List Software Groups
Using the software groups dramatically simplifies the software installation process. For example, if you want to install the whole set of development tools, including compilers, libraries, and so on, you’ll have to install dozens, if not hundreds, of packages individually.
Fortunately, this problem is easily solved by using predefined software groups. So, if you want to list all available software groups, you will achieve this task as shown below:
sudo dnf grouplist
List Software Groups’ Packages
Once we’ve figured out how to view the list of available software groups, we should know what packages they contain. So, to view the available packages in the “Development Tools” group, for example, type:
sudo dnf groupinfo "Development Tools"
Install Software Groups
groupinstall option makes installing a software group a breeze. For example, if you want to install the “Development Tools” group, you will achieve this task as shown below:
sudo dnf groupinstall "Development Tools"
Remove Software Group
Similar to installation, uninstalling an entire software group is simple by using the
sudo dnf groupremove "Development Tools"
When we are looking for a package or want to check if a package is already installed on our system, displaying a list of packages can be pretty helpful. So let’s look at how to get this information using the
List All Packages
To see a list of all available packages, run the command below. Again, we clarify that it will output a massive list of packages. These include all packages installed locally on your system and all packages available for installation in your system’s available and allowed repositories.
sudo dnf list
List All Installed Packages
The command below will return a complete list of all RPM packages installed locally on your Linux system.
sudo dnf list installed
Find Installed Packages
dnf list installed command is one of the most valuable and practical. You can use it to see if a package is installed on your system.
For example, to see if the
nginx package is installed, run the
dnf list installed command and pipe the result to the
grep command, followed by the name of the package you’re looking for.
sudo dnf list installed | grep nginx
As we can see, the command returns information on the package (if it is locally installed), its version, and the repository to which it belongs.
View Package Information
info option can be used to view more detailed information about a package. This gives us helpful information such as the architecture, version number, release number, total size, and a description of what the package actually performs.
For example, to see the
nginx package info, run the command below:
sudo dnf info nginx
It is important to note that the command will return information about the package, whether or not it is installed locally on your Linux system.
The DNF package manager caches files in the
/var/cache/dnf directory. This includes any such data left over from disabled or removed repositories and for various distribution release versions.
Of course, manually deleting files or directories under /var/cache/dnf is not recommended. So, to remove them use the command shown below.
sudo dnf clean all
Manage Software Repositories
A package repository (in the context of DNF) is a repository for storing and managing RPM software installation packages. It supports clients such as DNF and YUM, which are used to manage binary packages in RHEL-based Linux distributions such as CentOS, AlmaLinux, Rocky Linux, and Oracle Linux.
List Installed Repositories
The following command will display all (enabled and disabled) package repositories available on your Linux system:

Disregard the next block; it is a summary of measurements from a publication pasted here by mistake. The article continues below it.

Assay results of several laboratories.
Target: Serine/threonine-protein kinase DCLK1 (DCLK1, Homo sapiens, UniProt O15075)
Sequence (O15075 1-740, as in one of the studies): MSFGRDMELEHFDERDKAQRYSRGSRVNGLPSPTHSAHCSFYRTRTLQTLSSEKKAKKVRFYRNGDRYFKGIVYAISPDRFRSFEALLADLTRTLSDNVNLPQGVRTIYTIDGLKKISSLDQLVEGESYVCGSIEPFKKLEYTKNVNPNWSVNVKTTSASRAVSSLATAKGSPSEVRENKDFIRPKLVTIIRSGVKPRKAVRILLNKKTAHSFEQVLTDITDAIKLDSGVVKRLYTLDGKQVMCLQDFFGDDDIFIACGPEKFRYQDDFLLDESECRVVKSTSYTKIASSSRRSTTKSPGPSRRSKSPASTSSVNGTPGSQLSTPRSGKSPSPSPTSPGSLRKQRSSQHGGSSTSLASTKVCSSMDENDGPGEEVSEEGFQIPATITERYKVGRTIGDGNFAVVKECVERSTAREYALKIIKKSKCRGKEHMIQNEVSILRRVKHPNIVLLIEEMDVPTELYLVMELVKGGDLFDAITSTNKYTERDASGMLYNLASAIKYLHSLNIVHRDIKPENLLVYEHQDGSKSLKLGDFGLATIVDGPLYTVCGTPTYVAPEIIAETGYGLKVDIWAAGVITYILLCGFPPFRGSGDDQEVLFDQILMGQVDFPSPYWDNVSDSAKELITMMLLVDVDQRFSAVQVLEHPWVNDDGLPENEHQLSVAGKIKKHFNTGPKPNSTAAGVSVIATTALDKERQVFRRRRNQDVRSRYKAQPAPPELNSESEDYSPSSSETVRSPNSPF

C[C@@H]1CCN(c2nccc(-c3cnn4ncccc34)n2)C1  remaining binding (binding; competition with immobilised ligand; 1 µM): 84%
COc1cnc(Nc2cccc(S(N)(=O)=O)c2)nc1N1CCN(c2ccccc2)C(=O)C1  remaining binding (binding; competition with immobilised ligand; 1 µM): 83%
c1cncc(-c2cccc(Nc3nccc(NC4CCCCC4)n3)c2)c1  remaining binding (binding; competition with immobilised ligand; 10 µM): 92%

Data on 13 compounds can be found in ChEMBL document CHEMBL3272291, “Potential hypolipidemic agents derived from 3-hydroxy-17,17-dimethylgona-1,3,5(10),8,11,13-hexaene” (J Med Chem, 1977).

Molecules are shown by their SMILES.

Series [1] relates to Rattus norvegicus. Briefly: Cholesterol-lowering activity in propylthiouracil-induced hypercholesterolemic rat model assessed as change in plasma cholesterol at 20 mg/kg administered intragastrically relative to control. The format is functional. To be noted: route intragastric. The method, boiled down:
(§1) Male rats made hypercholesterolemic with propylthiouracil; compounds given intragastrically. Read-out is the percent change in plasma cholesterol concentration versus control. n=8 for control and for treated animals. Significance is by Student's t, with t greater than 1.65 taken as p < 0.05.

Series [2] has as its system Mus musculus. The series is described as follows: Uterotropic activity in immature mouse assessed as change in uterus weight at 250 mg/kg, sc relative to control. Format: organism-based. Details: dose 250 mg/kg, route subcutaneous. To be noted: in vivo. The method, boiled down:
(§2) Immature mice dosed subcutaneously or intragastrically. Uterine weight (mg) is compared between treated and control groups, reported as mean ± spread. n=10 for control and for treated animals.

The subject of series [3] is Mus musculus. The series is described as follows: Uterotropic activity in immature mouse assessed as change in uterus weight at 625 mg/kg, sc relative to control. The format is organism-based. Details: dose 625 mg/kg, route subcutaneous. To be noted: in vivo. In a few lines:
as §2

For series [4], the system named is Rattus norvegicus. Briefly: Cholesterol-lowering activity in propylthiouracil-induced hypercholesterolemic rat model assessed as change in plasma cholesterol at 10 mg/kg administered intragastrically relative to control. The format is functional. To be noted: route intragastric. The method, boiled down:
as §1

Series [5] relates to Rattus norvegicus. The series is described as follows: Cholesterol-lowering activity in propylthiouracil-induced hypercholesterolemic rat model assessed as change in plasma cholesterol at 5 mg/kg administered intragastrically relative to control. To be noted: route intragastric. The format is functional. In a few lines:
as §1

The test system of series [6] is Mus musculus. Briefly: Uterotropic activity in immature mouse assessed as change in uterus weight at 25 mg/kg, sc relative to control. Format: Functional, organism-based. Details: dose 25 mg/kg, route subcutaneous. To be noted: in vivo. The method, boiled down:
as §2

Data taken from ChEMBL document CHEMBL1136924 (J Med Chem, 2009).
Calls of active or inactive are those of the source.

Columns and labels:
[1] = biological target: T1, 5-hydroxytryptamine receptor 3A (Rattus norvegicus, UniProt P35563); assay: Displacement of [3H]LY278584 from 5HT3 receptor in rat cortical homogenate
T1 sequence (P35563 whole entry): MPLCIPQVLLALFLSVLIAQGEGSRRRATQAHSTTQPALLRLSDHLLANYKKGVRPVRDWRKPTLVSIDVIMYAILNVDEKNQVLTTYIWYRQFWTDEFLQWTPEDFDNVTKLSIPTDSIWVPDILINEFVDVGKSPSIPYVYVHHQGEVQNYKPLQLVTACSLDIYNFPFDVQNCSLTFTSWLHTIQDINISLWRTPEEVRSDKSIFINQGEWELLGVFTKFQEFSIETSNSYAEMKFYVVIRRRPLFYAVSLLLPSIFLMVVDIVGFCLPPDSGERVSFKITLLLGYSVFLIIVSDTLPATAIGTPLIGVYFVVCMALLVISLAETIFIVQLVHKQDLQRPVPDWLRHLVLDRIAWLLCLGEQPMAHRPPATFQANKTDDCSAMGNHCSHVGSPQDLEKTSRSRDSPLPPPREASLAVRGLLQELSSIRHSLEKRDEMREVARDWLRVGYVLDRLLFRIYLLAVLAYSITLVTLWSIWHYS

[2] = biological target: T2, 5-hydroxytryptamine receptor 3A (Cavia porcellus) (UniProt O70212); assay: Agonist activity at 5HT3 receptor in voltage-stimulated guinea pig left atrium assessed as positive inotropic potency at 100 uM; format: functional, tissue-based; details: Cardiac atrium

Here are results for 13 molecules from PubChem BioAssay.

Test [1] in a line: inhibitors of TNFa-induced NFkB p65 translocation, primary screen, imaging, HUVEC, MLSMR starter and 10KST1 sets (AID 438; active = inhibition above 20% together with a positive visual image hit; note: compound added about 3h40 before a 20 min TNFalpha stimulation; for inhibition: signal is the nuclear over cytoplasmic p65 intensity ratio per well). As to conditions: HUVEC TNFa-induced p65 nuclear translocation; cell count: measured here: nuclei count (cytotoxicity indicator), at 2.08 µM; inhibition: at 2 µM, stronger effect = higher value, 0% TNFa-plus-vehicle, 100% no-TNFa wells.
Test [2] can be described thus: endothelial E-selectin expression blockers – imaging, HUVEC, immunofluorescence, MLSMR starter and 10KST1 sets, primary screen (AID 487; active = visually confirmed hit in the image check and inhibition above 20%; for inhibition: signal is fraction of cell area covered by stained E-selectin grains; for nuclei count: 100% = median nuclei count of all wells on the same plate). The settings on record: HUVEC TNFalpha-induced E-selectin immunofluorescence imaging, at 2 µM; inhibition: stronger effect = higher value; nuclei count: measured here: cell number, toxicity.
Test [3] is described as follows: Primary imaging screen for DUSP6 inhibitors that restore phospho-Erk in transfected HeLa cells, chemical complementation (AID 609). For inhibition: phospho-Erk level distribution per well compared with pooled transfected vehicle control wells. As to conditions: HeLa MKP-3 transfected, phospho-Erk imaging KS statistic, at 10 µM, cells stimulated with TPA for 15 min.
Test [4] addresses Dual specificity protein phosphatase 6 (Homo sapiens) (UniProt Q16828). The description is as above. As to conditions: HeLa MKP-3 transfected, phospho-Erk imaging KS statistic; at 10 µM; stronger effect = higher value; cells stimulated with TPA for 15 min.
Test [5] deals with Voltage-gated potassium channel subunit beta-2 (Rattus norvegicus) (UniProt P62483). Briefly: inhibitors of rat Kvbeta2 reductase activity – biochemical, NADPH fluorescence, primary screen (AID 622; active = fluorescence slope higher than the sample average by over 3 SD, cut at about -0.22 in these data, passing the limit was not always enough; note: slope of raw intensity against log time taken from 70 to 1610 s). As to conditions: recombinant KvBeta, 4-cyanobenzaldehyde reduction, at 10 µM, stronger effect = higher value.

sudo dnf repolist --all
Furthermore, if you just want a list of allowed repositories only, type:
sudo dnf repolist
A new repository can be added by manually editing or creating a new
.repo file in the
/etc/yum.repos.d directory. However, the DNF package manager makes it significantly easier to add a software repository so you can install or update packages from it.
dnf config-manager command can be used to add a persistent repository. Provide a known repository URL after the
--add-repo option and a
.repo file based on the name of the specified repository URL will be created.
sudo dnf config-manager --add-repo https://rpms.remirepo.net/enterprise/9/remi/x86_64/
To enable a particular repository, type the following command, where the last argument is the repository ID. For example, the output of the
dnf repolist --all command provides you with the repositories IDs.
sudo dnf config-manager --set-enabled rpms.remirepo.net_enterprise_9_remi_x86_64_
Alternatively, you can disable a software package repository, such as running:
sudo dnf config-manager --set-disabled rpms.remirepo.net_enterprise_9_remi_x86_64_
DNF Transactions History
dnf history command lets users view a DNF transactions timeline, including the dates and times they happened.
Additionally, the command provides the number of packages involved, whether transactions succeeded or were canceled, and whether the RPM database was altered between transactions.
sudo dnf history
dnf history command can also be used to undo or redo certain transactions.
Revert and Repeat Transactions
In addition to reviewing the transaction history, the
dnf history command allows you to roll back or repeat a specific transaction.
To revert (undo) a transaction, for example, with ID 6 (install nginx) from the table above, type the following:
sudo dnf history undo 6
Similarly, to repeat (redo) a particular transaction, type:
sudo dnf history redo 6
It is important to note that the
redo commands revert or repeat the steps taken during a transaction and will fail if the required packages are unavailable.
In other words, if the transaction installs a new package, the
undo command will remove it and attempt to downgrade all updated packages to their prior version. Still, the command will fail if the relevant packages are not available.
This was our complete DNF package manager guide with examples. It can also be used as a quick reference for the
dnf command. It gives you the information you need to manage the software on your Linux RPM-based system.
Of course, the DNF package manager provides even more options. However, we strongly advise you to familiarize yourself with them from the official DNF documentation.
Hopefully, this guide was helpful in your DNF journey with RPM-based Linux distros. Any suggestions and comments are welcome in the section below.